The End of Fear
The End of Fear
The End of Fear is a striking portrait by Dutch master Vincent Van Gogh, also known as artistically inventive painter of the movement known as Impressionism. History of this painting and its subsequent influence on contemporary individuals. The painting represents a typical vision of Van Gogh’s work – that of bright and strong colors, bustling with movement, with unusual shapes and strong contrasts. His style of painting contrasts sharply between the deep intensity of color and the softer brush strokes.
The painting is representative of Van Gogh’s belief that art can help us move forward by forcing us to confront issues in our inner being and in our relationships with others. In the painting, we can sense the awakening of his anxiety and fear, and we can see that although he tries to keep the focus on the objects of his affections, we can sense in his paintings the vulnerability and the fragility of human frailties. Art can be a tool to help us confront and accept ourselves and others. The theme of The End of Fear suggests that Van Gogh was not fully satisfied with the perfection of his art. Because he could not face his vulnerabilities and fears, he turned to painting as a means of escape and distraction, but The End of Fear ultimately points to a possible direction for him towards acceptance and happiness.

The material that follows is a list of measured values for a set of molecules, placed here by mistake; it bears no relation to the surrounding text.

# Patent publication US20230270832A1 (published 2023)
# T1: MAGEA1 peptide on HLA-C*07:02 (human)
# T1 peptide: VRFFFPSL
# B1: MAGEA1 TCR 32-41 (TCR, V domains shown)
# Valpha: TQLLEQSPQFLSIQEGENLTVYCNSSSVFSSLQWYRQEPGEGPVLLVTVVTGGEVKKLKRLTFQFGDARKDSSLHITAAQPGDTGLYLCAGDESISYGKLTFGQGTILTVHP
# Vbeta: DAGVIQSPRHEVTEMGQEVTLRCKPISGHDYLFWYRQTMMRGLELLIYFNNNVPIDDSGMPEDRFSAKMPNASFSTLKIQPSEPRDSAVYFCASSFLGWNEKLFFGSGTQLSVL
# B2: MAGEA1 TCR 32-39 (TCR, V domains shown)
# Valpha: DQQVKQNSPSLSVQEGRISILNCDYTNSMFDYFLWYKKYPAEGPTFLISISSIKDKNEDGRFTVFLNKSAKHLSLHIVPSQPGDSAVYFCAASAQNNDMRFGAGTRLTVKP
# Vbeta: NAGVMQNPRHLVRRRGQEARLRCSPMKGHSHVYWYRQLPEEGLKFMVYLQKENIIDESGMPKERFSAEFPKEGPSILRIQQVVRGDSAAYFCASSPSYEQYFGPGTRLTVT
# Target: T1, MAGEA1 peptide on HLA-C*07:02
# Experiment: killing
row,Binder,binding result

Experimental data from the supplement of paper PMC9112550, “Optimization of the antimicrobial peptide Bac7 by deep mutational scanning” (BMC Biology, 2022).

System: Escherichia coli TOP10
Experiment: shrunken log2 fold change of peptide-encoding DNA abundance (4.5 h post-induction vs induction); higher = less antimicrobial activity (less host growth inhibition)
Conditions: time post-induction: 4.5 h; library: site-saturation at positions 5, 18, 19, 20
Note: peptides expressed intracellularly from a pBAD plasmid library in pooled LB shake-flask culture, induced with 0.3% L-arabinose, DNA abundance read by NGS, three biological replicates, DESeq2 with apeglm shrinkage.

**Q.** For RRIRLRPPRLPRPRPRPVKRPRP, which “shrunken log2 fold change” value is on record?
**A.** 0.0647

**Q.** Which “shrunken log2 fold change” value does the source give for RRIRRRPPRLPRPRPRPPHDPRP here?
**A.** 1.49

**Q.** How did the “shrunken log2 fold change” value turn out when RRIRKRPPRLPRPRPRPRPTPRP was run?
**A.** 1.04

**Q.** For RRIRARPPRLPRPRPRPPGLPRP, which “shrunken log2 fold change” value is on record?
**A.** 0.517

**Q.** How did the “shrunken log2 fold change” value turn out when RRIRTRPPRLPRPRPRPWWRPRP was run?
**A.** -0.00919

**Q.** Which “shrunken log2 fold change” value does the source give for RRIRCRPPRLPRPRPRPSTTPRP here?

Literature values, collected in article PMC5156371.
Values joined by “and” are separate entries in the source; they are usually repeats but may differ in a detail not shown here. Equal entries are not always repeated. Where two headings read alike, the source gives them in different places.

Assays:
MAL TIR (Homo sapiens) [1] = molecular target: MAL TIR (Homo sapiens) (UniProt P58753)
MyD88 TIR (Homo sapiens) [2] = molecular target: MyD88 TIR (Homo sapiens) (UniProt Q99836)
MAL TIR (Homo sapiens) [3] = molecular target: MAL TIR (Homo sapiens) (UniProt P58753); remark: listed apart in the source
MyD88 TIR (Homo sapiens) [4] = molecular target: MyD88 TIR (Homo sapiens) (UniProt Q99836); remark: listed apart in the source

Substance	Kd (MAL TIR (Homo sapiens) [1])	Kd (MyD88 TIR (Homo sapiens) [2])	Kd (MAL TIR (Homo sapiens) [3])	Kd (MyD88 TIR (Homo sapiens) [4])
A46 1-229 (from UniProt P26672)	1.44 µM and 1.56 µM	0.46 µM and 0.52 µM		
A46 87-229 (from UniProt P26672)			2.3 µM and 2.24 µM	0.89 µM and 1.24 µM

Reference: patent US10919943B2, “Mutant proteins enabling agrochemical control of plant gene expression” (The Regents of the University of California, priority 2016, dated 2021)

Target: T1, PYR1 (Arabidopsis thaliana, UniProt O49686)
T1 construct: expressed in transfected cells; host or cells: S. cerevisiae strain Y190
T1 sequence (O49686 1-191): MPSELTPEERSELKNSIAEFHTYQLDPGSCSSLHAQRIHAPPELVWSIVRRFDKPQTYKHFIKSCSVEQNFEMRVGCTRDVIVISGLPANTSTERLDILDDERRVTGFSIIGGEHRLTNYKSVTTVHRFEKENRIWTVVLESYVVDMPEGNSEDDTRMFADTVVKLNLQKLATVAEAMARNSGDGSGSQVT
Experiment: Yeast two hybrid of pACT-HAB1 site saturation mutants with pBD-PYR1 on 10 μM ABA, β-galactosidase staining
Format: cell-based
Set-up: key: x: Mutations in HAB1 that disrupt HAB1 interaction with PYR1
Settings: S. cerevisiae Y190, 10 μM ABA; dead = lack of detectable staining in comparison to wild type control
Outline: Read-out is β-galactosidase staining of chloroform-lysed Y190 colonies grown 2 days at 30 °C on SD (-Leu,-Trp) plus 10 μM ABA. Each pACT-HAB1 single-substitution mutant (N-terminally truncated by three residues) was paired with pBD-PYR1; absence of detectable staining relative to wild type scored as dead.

The painting starts with an extended exposure of the bars of the window, a cluster of red and yellow candles, and then a series of stills moving away from the viewer toward a horizon of blue sky. Van Gogh focuses the attention of the viewer directly on the central image of the candle, creating a sense of longing for someone who is no longer there. The central image in The End of Fear also plays a pivotal role in the composition as it indicates the end of a period of intense emotion, a period when the artists experience a heightened sense of vulnerability and they are compelled to search for connections with things outside themselves, like their own mortality.